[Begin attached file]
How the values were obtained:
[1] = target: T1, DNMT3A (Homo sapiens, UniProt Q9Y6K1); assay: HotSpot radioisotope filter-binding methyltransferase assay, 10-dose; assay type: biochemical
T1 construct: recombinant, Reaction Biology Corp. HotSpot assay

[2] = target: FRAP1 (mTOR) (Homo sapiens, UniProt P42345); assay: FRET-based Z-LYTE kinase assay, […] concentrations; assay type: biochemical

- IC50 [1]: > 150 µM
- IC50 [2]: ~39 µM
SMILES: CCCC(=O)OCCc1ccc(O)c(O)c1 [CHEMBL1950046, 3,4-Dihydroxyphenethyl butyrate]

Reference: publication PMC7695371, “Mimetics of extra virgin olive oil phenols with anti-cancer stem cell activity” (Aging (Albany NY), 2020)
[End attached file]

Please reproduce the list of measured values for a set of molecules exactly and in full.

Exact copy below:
How the values were obtained:
[1] = target: T1, DNMT3A (Homo sapiens, UniProt Q9Y6K1); assay: HotSpot radioisotope filter-binding methyltransferase assay, 10-dose; assay type: biochemical
T1 construct: recombinant, Reaction Biology Corp. HotSpot assay

[2] = target: FRAP1 (mTOR) (Homo sapiens, UniProt P42345); assay: FRET-based Z-LYTE kinase assay, […] concentrations; assay type: biochemical

- IC50 [1]: > 150 µM
- IC50 [2]: ~39 µM
SMILES: CCCC(=O)OCCc1ccc(O)c(O)c1 [CHEMBL1950046, 3,4-Dihydroxyphenethyl butyrate]

Reference: publication PMC7695371, “Mimetics of extra virgin olive oil phenols with anti-cancer stem cell activity” (Aging (Albany NY), 2020)